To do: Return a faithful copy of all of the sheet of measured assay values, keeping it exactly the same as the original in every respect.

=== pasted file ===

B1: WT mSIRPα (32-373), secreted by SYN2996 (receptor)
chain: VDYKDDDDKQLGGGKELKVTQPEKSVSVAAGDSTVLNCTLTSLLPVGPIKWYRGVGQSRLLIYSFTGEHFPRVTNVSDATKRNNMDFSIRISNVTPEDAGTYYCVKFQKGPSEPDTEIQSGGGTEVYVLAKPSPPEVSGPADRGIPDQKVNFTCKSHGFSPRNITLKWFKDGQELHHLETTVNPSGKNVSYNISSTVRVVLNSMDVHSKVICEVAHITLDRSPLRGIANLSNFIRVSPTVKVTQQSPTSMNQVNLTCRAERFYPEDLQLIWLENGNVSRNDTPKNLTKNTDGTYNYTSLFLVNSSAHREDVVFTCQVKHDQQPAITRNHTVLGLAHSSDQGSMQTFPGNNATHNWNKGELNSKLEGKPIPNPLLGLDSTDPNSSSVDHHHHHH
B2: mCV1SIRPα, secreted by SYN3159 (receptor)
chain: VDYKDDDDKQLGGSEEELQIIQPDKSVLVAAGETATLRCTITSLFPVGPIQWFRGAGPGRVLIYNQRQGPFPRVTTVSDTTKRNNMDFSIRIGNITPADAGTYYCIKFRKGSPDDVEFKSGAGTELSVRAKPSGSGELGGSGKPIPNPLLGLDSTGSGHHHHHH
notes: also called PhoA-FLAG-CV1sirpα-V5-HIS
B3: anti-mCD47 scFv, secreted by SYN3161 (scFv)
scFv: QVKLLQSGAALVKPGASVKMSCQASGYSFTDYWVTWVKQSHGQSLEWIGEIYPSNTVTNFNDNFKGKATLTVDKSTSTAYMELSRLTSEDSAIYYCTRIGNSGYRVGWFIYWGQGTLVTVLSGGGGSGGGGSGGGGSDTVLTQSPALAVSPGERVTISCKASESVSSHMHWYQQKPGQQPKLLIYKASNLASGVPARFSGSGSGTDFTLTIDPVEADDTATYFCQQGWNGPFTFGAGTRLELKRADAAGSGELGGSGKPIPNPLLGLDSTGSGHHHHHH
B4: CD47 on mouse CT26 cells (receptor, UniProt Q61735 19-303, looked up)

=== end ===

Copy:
B1: WT mSIRPα (32-373), secreted by SYN2996 (receptor)
chain: VDYKDDDDKQLGGGKELKVTQPEKSVSVAAGDSTVLNCTLTSLLPVGPIKWYRGVGQSRLLIYSFTGEHFPRVTNVSDATKRNNMDFSIRISNVTPEDAGTYYCVKFQKGPSEPDTEIQSGGGTEVYVLAKPSPPEVSGPADRGIPDQKVNFTCKSHGFSPRNITLKWFKDGQELHHLETTVNPSGKNVSYNISSTVRVVLNSMDVHSKVICEVAHITLDRSPLRGIANLSNFIRVSPTVKVTQQSPTSMNQVNLTCRAERFYPEDLQLIWLENGNVSRNDTPKNLTKNTDGTYNYTSLFLVNSSAHREDVVFTCQVKHDQQPAITRNHTVLGLAHSSDQGSMQTFPGNNATHNWNKGELNSKLEGKPIPNPLLGLDSTDPNSSSVDHHHHHH
B2: mCV1SIRPα, secreted by SYN3159 (receptor)
chain: VDYKDDDDKQLGGSEEELQIIQPDKSVLVAAGETATLRCTITSLFPVGPIQWFRGAGPGRVLIYNQRQGPFPRVTTVSDTTKRNNMDFSIRIGNITPADAGTYYCIKFRKGSPDDVEFKSGAGTELSVRAKPSGSGELGGSGKPIPNPLLGLDSTGSGHHHHHH
notes: also called PhoA-FLAG-CV1sirpα-V5-HIS
B3: anti-mCD47 scFv, secreted by SYN3161 (scFv)
scFv: QVKLLQSGAALVKPGASVKMSCQASGYSFTDYWVTWVKQSHGQSLEWIGEIYPSNTVTNFNDNFKGKATLTVDKSTSTAYMELSRLTSEDSAIYYCTRIGNSGYRVGWFIYWGQGTLVTVLSGGGGSGGGGSGGGGSDTVLTQSPALAVSPGERVTISCKASESVSSHMHWYQQKPGQQPKLLIYKASNLASGVPARFSGSGSGTDFTLTIDPVEADDTATYFCQQGWNGPFTFGAGTRLELKRADAAGSGELGGSGKPIPNPLLGLDSTGSGHHHHHH
B4: CD47 on mouse CT26 cells (receptor, UniProt Q61735 19-303, looked up)